At the epicenter of the sports media industry lies an ever-growing, trendy concept that is the professional athlete making a transition to broadcasting upon retirement.
In recent years, ex-players who have next to nothing in broadcast knowledge have found themselves in the booth with a microphone and a hungry, vast audience at their fingertips. Regardless of how short or long of a period it is between retirement and throwing on the headset, former athletes will always be under great scrutiny and criticism during their transition periods. Sometimes it even follows them throughout their entire career. It all seems to revolve around the built up stereotype which constantly questions the effort and intentions of former players in the booth.
Former Redskins Pro Bowl tight end Chris Cooley has been an exception to this stigma since joining the Team 980 family in Washington, D.C. Over the last five years, the 35-year-old has served as color commentator on the Redskins Radio Network, while also co-hosting “Cooley and Kevin” with Kevin Sheehan from 7 a.m. to 11 a.m. Monday-Friday.
Fellow 980 on-air personality Steve Czaban jokingly told Cooley, “I give you eight months,” at the start of his broadcasting career. Like any transitioning athlete, the Redskins’ all-time receptions leader at the tight end position needed to make adjustments accordingly.
“He’s willing to do the extra work that other ex-athletes won’t,” said Czaban.
Coming from a veteran radio broadcaster like Czaban, that’s a strong compliment.
As a viewer or listener, the average sports fan can usually gauge the quality of content being produced from a former professional athlete. Think back to Tony Romo’s first season in the booth for CBS. One of the central reasons people are so high on him is because of his ability to illustrate the logistics behind football scenarios using a jargon even non-football fans can relate to.
Cooley has a very similar approach on the radio. He mixes his football IQ and general knowledge with a slight sense of humor when on the air with his broadcast team.
Voice of the Redskins Larry Michael began calling games for the Redskins Radio Network the same year Cooley wore the burgundy and gold for the very first time, 2004. The two have been close ever since and Michael was quick to sing his color commentator’s praises.
“Chris is an extremely intelligent person and when it comes to football he’s beyond intelligent. It was a natural step for him to take what he knew about the game of football and describe what he’s seeing to listeners in real time,” said Michael.
Another quality of Cooley’s Michael hit on is his humility and humble nature inside and outside the broadcast booth. When he joined the broadcasting team, he understood he was replacing the great Sam Huff and how respected Sonny Jurgensen was among the Redskins fan base and within the organization.
“He (Cooley) was very aware of the protocol with Sonny being the longer tenured member of the broadcast group. That piece of chemistry could have needed a lot of work but it didn’t turn out to be that way. Sonny has always loved him,” said Michael.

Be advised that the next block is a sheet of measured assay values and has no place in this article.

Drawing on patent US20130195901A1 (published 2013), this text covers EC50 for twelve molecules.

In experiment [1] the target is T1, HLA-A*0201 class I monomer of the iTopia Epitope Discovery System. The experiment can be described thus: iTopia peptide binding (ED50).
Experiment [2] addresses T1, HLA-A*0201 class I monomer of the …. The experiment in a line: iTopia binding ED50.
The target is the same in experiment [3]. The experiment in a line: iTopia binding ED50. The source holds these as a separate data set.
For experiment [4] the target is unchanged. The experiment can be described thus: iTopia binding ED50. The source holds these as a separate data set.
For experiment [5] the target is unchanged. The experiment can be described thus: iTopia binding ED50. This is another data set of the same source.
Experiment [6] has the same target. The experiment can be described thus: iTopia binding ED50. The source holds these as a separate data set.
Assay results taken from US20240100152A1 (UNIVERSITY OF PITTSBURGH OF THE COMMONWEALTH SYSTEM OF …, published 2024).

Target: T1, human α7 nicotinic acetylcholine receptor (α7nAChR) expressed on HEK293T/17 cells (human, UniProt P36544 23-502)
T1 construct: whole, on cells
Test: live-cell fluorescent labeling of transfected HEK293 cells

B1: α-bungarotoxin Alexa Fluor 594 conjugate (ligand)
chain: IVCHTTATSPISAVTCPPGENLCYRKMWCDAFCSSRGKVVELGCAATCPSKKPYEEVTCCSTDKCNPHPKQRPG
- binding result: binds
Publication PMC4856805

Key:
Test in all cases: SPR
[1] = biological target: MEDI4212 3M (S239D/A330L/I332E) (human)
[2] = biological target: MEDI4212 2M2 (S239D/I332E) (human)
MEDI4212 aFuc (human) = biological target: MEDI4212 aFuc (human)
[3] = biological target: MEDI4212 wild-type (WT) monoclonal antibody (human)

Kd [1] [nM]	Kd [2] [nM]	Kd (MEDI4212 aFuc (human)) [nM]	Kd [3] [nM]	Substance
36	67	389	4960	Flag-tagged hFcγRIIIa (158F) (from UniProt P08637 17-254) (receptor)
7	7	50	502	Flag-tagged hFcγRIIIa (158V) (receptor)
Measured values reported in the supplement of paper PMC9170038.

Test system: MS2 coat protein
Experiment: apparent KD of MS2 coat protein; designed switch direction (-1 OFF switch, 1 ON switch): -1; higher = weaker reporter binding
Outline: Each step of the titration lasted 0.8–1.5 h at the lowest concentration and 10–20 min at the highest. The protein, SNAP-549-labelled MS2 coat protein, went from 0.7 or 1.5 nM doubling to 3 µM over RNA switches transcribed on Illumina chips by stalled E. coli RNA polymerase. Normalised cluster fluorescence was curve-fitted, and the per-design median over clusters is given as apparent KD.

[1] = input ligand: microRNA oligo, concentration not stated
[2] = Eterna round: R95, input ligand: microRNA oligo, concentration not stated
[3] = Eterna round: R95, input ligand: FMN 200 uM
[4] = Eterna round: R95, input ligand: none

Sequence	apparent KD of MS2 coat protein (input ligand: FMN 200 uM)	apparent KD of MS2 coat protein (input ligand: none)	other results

The man who was coined “Captain Chaos” during his football years has been anything but that in the booth alongside Michael, Jurgensen and Doc Walker on the sidelines. 980 Program Director Chris Johnson, who serves as Cooley’s boss, also had glowing words to share about his host.
When asked about Cooley’s transition to the broadcast booth, Johnson added, “I don’t really consider Chris to be an athlete turned broadcaster. Chris is a broadcaster that happened to play football as a professional.”
One thing Johnson went into great depth on is Cooley’s unique ability to break down film the week after Redskins games.
“Chris goes through and dissects the game from all angles. It’s not just the x’s and o’s. These segments have led to new revenue and listenership. People come up to me and say they won’t get out of their cars while Chris is breaking down film,” said Johnson.
Yet again, here is another instance of Cooley’s ability to explain the game without going above people’s heads. Fans enjoy this type of listen and more importantly, appreciate it. These segments aren’t just thrown together on a whim, either. Cooley told me he dedicates “four or five hours to each side of the ball” following Redskins games.
Director of Sports Programming at 105.7 The Fan and Redskins Radio Network Executive Producer Chuck Sapienza, formerly of Team 980, saw Cooley up close in both his roles as co-host and color commentator.
“I can’t imagine listening to Chris without learning something. He’s the guy you want to have a beer with,” said Sapienza.
As far as what Cooley’s future holds, Sapienza suggested, “In a perfect world, I bet you he ends up coaching high school ball somewhere and doing the Redskins games.”
Cooley did have a brief stint on FOX NFL broadcasts as a color analyst in 2015. Led by play-by-play announcer Sam Rosen, Cooley was a member of FOX’s analyst rotation, along with Matt Millen, Brady Quinn and Kirk Morrison.
“It’s awesome. I loved it but I don’t need that. A lot of people have that competitive drive, but I just love being part of the Redskins,” said Cooley when asked about his experience calling games at the network level.
While the business of broadcasting remains competitive and at times treacherous for former athletes, Chris Cooley’s steady and consistent work ethic has solidified his voice in the D.C. sports media market for years to come.